The Zionist Organization of America expressed its “chagrin and deep pain” that a statement by the Trump administration marking International Holocaust Remembrance Day did not mention the Jewish victims of the Nazis.
Also Sunday, the Republican Jewish Coalition offered similar criticism the same day.
In a news release Sunday evening, Morton Klein, national president of the ZOA, praised President Donald Trump as a “great friend and supporter” of Israel and the Jewish people. Nevertheless, he wrote, “especially as a child of Holocaust survivors, I and ZOA are compelled to express our chagrin and deep pain at President Trump, in his Holocaust Remembrance Day Message, omitting any mention of anti-Semitism and the six million Jews who were targeted and murdered by the German Nazi regime and others.”
In his first statement about the Holocaust as president, Trump on Friday spoke of “the victims, survivors, [and] heroes of the Holocaust,” but did not mention the Jews or anti-Semitism, which had been customary in statements by his predecessors Barack Obama and George W. Bush.
The Anti-Defamation League’s CEO, Jonathan Greenblatt, criticized the statement on Friday, saying the omission was “puzzling and troubling.”
Last year, the ZOA was one of the groups critical of Canadian Prime Minister Justin Trudeau, whose statement on International Holocaust Remembrance Day similarly failed to mention Jews.
The Republican Jewish Coalition said Sunday in its statement: “As supporters of President Trump, we know that he holds in his heart the memory of the six million victims of the Holocaust, and is committed not just to their memory, but ensuring it never happens again,” RJC spokesman Fred Brown said in its statement.
“The lack of a direct statement about the suffering of the Jewish people during the Holocaust was an unfortunate omission,” he continued. “History unambiguously shows the purpose of the Nazi’s final solution was the extermination of the Jews of Europe. We hope, going forward, he conveys those feelings when speaking about the Holocaust.”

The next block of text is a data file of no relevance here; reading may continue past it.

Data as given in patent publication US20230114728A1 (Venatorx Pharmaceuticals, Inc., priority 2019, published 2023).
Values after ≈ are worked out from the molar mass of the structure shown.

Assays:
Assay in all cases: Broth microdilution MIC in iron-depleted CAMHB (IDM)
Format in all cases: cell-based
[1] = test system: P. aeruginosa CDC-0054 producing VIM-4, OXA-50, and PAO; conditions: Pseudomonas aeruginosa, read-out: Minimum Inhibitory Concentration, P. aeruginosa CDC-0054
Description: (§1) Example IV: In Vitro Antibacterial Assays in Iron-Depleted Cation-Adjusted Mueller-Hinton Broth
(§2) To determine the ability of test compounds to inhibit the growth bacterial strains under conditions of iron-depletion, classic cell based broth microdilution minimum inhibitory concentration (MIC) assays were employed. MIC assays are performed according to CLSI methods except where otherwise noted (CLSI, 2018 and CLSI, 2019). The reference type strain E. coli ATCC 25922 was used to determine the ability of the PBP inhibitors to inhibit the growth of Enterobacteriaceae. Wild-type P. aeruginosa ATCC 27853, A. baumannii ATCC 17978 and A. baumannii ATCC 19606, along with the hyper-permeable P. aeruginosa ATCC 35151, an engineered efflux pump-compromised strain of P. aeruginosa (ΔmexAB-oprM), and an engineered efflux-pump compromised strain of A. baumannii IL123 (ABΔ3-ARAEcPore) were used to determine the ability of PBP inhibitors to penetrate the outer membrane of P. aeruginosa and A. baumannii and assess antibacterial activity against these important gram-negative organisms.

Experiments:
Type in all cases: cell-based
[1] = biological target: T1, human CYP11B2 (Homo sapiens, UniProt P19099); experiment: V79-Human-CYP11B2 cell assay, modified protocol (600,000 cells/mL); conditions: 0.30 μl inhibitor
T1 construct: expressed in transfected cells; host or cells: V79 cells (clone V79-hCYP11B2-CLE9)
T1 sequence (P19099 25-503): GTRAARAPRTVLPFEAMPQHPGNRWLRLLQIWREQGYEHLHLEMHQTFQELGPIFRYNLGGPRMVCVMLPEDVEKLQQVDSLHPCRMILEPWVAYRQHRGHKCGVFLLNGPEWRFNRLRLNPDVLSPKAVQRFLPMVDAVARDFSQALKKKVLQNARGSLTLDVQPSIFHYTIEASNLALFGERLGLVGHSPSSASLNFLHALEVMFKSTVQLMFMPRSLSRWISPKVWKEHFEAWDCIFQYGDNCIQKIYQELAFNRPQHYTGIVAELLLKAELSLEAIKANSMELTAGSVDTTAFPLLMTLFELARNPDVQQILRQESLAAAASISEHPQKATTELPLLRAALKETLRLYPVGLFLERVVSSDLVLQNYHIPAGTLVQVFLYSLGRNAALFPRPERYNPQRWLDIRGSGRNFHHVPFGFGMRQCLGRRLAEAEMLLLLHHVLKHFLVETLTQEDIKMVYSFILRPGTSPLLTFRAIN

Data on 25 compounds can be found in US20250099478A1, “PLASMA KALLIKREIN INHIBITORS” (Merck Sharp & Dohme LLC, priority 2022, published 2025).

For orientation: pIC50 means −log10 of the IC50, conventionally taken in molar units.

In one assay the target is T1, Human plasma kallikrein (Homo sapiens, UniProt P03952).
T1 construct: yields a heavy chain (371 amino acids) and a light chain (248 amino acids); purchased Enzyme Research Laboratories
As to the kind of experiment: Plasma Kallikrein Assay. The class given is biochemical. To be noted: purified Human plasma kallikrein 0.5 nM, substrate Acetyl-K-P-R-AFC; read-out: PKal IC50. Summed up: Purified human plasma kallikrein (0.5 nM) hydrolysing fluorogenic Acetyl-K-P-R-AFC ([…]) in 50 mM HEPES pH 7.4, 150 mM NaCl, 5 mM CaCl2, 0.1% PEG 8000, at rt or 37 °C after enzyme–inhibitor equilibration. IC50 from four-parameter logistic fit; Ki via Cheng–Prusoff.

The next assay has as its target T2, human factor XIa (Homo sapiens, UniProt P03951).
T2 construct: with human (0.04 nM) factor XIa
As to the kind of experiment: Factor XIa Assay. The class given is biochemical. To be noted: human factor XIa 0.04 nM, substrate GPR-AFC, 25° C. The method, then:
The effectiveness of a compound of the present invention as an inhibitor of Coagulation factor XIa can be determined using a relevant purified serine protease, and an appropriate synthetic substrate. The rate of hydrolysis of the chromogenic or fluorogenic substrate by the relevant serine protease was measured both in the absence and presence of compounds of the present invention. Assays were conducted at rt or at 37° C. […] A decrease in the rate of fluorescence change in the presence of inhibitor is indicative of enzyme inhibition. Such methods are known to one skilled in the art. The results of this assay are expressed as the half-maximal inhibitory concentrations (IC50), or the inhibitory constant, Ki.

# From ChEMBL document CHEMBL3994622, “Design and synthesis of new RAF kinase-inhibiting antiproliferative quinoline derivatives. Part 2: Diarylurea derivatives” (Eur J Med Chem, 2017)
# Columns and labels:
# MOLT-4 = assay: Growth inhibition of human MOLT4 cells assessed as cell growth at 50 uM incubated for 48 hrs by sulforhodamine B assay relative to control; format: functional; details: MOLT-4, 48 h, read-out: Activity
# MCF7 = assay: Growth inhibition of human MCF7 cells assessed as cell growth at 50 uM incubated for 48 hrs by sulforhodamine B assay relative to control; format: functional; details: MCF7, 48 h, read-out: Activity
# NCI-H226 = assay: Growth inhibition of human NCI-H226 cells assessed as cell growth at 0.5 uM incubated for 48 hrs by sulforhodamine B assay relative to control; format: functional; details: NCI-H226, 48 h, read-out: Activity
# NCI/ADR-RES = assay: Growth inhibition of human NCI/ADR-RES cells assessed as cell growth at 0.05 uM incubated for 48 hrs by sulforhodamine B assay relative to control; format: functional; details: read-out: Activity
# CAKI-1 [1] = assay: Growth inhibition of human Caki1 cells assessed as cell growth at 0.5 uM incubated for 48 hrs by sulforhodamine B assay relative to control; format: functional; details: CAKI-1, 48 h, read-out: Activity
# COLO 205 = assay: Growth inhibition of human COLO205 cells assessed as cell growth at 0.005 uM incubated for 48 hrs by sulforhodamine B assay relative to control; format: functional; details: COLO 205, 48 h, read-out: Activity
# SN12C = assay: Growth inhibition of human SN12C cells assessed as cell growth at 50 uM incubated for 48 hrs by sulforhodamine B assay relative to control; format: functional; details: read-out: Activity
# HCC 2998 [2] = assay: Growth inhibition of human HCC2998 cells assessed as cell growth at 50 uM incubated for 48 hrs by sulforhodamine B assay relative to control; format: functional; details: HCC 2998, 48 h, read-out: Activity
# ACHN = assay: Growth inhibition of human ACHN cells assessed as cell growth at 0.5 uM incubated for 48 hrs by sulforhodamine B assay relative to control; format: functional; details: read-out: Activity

Responding to criticism from the ADL and others, White House Chief of Staff Reince Priebus said Sunday morning on NBC that “there was no harm or ill will or offense intended” by leaving Jews and anti-Semitism out of the statement, adding that the White House “certainly will never forget the Jewish people that suffered in World War II.”
The ZOA has been perhaps the most vocal supporter among Jewish advocacy groups of the Trump administration in its early days, issuing statements praising Trump’s choice for ambassador to Israel, David Friedman; his stated intention to move the U.S. Embassy in Israel to Jerusalem from Tel Aviv, and Friday’s executive order barring citizens of seven Muslim-majority countries from entering the United States for 90 days and suspending the admission of all refugees for 120 days.
Recounting his own history as the son of Holocaust survivors, Klein quoted a blistering criticism of the White House by John Podhoretz, a former Reagan White House aide, who wrote in Commentary on Saturday that to universalize the Holocaust “is to scrub the Holocaust of its meaning.”
Klein added: “ZOA hopes that President Trump will direct his staff and COS Reince Priebus to immediately rectify this painful omission.”